What I mean by that is, look, I know you made them up. You know you made them up. So let’s get beyond that and let’s just actually talk about the real thing that you solved and then we can figure out how lucrative that can be together. Just tell me what you actually did that’s forming the basis of this company and then we can start giving yourself these financial accolades later. That would be the second most obvious problem that I see with the pitches I get.

What has been Mercury Fund’s most recent investment in the seed stage SaaS company and why did you invested in this company? 

We invest in companies all the time here. The most recent one that I was involved in was probably TrendKite based out of Austin, Texas. We led a Series A financing for those guys. We’d actually known the company for a few years before we invested in it. Their seed stage was led by an Austin-based venture capital fund called Silverton who did a great job helping that company get their MVP up and running and establishing their initial traction with like a few enterprise customers.

But what really attracted us to what TrendKite was doing was what I’ve been talking about all along. The first thing is they had a hard technical problem they were trying to solve, which was they were trying to crawl the web and find publicity mentions and PR mentions for their customer bases that filtered out a lot of false positives and kind of gave a beautiful chart. And man, these things are beautiful that they produce kind of showing PR mentions against a variety of different skills that their customers care about. So a huge technical problem there.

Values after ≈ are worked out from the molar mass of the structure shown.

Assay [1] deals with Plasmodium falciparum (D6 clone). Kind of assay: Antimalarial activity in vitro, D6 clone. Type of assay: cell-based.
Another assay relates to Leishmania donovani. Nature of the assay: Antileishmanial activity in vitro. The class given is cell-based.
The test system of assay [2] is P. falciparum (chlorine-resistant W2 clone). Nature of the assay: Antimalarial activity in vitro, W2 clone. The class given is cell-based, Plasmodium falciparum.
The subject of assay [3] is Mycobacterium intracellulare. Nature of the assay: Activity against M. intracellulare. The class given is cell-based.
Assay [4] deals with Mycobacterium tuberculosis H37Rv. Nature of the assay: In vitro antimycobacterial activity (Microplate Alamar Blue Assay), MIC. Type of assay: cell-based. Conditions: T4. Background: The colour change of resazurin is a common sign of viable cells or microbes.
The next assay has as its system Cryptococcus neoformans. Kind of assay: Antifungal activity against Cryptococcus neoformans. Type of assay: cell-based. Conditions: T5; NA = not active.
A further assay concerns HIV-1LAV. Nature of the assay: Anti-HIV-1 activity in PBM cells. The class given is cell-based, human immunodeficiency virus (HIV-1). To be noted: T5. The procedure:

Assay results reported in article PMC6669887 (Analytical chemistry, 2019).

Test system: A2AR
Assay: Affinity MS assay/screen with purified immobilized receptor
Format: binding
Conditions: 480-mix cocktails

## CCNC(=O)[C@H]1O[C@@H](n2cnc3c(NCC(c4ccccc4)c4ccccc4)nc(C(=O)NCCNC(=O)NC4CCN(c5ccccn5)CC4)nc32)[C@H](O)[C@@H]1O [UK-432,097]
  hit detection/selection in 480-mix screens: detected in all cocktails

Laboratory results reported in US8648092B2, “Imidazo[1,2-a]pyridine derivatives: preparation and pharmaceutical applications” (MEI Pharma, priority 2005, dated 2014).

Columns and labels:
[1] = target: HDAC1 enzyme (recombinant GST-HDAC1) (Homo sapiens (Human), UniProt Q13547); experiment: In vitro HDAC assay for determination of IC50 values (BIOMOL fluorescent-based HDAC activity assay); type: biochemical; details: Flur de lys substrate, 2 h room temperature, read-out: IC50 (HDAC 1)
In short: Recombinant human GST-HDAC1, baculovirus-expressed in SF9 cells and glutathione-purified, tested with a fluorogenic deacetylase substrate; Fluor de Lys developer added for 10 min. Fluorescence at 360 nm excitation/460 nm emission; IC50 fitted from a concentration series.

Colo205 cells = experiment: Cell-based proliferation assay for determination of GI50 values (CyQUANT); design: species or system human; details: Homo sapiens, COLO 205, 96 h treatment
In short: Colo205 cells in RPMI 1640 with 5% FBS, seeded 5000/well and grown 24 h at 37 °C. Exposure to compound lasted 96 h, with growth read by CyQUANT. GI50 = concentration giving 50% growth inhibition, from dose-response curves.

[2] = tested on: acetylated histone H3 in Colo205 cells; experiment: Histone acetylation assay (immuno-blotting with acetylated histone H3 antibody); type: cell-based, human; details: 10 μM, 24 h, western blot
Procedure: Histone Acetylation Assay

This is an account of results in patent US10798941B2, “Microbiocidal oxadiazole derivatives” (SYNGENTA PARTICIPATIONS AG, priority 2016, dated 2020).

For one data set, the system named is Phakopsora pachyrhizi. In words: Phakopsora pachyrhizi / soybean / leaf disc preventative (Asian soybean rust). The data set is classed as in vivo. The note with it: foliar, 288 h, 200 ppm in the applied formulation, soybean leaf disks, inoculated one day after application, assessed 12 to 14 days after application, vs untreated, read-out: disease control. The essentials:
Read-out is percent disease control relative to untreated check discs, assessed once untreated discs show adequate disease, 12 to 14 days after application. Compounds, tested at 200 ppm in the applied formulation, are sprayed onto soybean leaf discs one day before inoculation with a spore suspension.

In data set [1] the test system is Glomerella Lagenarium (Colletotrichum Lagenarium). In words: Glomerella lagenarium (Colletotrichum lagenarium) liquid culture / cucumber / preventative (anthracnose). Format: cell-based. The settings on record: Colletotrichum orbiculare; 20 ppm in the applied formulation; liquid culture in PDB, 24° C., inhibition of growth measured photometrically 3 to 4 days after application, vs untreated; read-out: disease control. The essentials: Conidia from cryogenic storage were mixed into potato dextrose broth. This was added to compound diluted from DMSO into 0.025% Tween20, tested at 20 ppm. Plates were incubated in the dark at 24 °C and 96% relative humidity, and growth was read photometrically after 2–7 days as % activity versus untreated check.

They had established who the defined buyers were at their target customers. Their initial customers were folks like BP and Campbell Soup and large brands. They had defined folks in their marketing department that cared a ton about the charts that they were showing.

What we saw was the cross section of customers that they had already established that there was a giant market of people that were hungry for this stuff. They knocked out those three things for us pretty effectively. It was one of those things where we were just tripping over each other just trying to put money in the company.